My Quest to eliminate/reduce my dependence on Google products
When it comes to email, most of us are driving around the beautiful and free Lamborghini that is Gmail (along with its associated Google applications). Lately, however, I’ve started to be more bothered by the fact that this free ride comes with an analyst in the passenger seat quietly making a note of everyone I talk to, every exchange I have, and all the topics I’m interested in — all in the name of advertising to me more targetedly.
So I’ve started to try to get away from Google. I’ve already been off the search engine for quite some time, opting for DuckDuckGo for nearly all my searches. Time for more forward motion!
Beyond gmail, I use a number of Google products (Drive, Calendar, etc), but not so many that it feels totally overwhelming to drop them. Over the past years I’ve recognized this tendency for Google to take over all the productivity applications I might want to use, and for that very reason have tried to diversify (for example, using Notion instead of Google Keep, using TickTick instead of Google Tasks, and what have you).
Part of this is the idea that it’s ok for things to be a little less easy. It’s ok for there to be a little bit of friction to use email or a digital calendar. Perhaps that will help keep me out of email so much and more engaged in the phyisical world.
But really the main issue is Gmail. Let’s face it — it’s powerful and beautiful, like that sports car, and you get used to driving it. Switching to anything else is hard, but it’s a tradeoff I’m making.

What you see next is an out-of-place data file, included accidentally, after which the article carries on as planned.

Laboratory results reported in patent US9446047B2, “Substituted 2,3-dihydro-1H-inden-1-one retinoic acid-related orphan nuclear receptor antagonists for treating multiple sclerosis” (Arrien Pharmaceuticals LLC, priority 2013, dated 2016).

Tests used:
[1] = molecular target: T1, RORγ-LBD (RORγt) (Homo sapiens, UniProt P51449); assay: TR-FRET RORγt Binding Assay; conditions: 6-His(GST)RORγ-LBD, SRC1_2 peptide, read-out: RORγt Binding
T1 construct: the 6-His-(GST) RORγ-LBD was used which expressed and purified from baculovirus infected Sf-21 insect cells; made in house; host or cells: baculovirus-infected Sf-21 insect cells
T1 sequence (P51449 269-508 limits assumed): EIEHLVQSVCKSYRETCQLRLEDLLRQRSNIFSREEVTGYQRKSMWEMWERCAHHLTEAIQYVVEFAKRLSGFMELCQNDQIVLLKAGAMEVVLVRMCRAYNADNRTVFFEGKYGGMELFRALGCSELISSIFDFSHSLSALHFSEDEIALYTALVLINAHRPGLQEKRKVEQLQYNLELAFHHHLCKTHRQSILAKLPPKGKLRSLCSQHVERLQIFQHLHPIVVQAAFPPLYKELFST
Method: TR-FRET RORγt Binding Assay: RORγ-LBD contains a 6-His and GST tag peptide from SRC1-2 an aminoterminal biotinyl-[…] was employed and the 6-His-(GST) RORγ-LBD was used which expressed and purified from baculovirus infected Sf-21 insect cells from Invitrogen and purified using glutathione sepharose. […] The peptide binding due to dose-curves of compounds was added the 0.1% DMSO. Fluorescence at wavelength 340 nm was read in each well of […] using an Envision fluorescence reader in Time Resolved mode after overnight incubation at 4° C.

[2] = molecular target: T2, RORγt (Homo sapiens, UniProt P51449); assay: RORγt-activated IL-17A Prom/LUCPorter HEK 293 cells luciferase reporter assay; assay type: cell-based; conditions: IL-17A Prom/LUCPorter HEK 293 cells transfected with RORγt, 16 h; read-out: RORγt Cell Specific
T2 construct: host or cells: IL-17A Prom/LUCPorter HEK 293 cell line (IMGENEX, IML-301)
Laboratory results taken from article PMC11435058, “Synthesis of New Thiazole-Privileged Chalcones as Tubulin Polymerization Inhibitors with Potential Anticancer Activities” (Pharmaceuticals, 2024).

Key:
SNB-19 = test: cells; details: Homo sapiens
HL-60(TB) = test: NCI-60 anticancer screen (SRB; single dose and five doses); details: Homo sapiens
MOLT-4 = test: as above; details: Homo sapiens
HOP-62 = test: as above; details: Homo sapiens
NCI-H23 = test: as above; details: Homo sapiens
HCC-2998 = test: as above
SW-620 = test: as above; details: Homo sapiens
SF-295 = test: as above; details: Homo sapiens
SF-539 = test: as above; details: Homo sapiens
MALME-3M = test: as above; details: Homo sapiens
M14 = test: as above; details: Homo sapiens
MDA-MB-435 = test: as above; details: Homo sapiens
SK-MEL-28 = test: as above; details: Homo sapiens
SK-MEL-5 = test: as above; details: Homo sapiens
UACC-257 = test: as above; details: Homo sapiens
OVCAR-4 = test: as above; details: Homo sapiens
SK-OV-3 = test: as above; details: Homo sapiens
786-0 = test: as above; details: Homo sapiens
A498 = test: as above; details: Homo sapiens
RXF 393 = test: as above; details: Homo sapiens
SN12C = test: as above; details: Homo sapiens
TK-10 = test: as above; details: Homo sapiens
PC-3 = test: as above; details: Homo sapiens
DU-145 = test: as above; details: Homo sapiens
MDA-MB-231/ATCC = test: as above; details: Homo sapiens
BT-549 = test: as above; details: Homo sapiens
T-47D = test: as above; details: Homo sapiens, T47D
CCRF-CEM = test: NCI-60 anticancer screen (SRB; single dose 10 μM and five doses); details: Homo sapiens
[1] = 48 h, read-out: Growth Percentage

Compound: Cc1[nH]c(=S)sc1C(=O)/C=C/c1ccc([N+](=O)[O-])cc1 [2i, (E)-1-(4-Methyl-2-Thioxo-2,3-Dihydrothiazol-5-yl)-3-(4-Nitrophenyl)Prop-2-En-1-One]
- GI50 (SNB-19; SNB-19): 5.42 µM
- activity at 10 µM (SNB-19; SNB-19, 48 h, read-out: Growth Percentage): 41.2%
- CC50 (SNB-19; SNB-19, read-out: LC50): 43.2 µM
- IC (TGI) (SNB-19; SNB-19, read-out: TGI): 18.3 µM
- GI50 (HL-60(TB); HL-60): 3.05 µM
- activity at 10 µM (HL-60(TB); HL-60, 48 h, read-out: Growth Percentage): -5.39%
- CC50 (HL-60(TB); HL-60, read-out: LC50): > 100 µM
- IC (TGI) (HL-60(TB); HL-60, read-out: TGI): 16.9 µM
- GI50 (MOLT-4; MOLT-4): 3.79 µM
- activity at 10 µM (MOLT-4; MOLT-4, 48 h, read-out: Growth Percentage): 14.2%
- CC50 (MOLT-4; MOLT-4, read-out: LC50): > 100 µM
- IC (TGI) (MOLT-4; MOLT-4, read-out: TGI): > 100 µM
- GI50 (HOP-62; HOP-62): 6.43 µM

Below are the apps I’ve tried, and what I’ve landed on, at least currently.
Desktop email apps I’ve tried
- Mailbird (windows-only)
- Apple Mail
- Windows Mail
- Vivaldi in-browser mail (currently in beta)
Web email apps I’ve tried
These are all web solutions which allow you to use your own email address rather than one for their domain.
- android- google calendar
- android – etar
- android – a bunch of others
- apple calendar
- windows calendar
- Dropbox (original)
- Dropbox Paper
- Syncthing and native editing clients
Final Working Situation
Here’s what I’ve currently landed on.
- eM Client (Windows/Mac email/calendar client). This is a relatively-feature rich app with a reasonably good search functionality, reasonably easy on the eye, and a reasonable 2-account limit on the free version. While not perfect, eM Client hit enough points to make it a workable gmail replacement.
- K-9 (Android client). Quite ugly, but has all needed features. Some of the other apps look better but try to make too many decisions.
- RainLoop (web email client). I’ve installed this on my server for times when I may not have access to my device-based email client. It’s very barebones, but I can read my email on it.
- Native Android calendar
- Notion (in place of Google Drive). Depending on the purpose, sometimes Dropbox)
- DAVx5 (Android sync application) This app syncs contacts and calendars from a domain based carddav/caldav, to an android phone.